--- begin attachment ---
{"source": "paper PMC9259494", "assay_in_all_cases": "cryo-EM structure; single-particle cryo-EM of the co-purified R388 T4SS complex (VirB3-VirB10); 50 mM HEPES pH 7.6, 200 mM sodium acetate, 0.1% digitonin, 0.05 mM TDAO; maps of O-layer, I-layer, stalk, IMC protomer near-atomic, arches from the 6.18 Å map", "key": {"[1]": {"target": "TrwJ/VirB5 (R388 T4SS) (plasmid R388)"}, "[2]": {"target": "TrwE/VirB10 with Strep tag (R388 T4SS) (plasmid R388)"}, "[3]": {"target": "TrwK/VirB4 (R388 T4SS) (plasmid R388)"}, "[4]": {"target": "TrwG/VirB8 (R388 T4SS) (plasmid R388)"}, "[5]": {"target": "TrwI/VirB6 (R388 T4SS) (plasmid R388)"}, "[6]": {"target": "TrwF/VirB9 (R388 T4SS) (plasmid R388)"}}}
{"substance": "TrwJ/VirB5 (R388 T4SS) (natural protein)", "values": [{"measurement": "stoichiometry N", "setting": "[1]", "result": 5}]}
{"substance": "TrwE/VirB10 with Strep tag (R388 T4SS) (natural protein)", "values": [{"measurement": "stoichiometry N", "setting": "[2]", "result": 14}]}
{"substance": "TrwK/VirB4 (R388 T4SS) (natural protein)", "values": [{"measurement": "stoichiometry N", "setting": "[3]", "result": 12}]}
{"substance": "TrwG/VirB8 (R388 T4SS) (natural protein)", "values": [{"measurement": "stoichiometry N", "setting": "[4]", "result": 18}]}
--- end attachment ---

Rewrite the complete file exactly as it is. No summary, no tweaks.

{"source": "paper PMC9259494", "assay_in_all_cases": "cryo-EM structure; single-particle cryo-EM of the co-purified R388 T4SS complex (VirB3-VirB10); 50 mM HEPES pH 7.6, 200 mM sodium acetate, 0.1% digitonin, 0.05 mM TDAO; maps of O-layer, I-layer, stalk, IMC protomer near-atomic, arches from the 6.18 Å map", "key": {"[1]": {"target": "TrwJ/VirB5 (R388 T4SS) (plasmid R388)"}, "[2]": {"target": "TrwE/VirB10 with Strep tag (R388 T4SS) (plasmid R388)"}, "[3]": {"target": "TrwK/VirB4 (R388 T4SS) (plasmid R388)"}, "[4]": {"target": "TrwG/VirB8 (R388 T4SS) (plasmid R388)"}, "[5]": {"target": "TrwI/VirB6 (R388 T4SS) (plasmid R388)"}, "[6]": {"target": "TrwF/VirB9 (R388 T4SS) (plasmid R388)"}}}
{"substance": "TrwJ/VirB5 (R388 T4SS) (natural protein)", "values": [{"measurement": "stoichiometry N", "setting": "[1]", "result": 5}]}
{"substance": "TrwE/VirB10 with Strep tag (R388 T4SS) (natural protein)", "values": [{"measurement": "stoichiometry N", "setting": "[2]", "result": 14}]}
{"substance": "TrwK/VirB4 (R388 T4SS) (natural protein)", "values": [{"measurement": "stoichiometry N", "setting": "[3]", "result": 12}]}
{"substance": "TrwG/VirB8 (R388 T4SS) (natural protein)", "values": [{"measurement": "stoichiometry N", "setting": "[4]", "result": 18}]}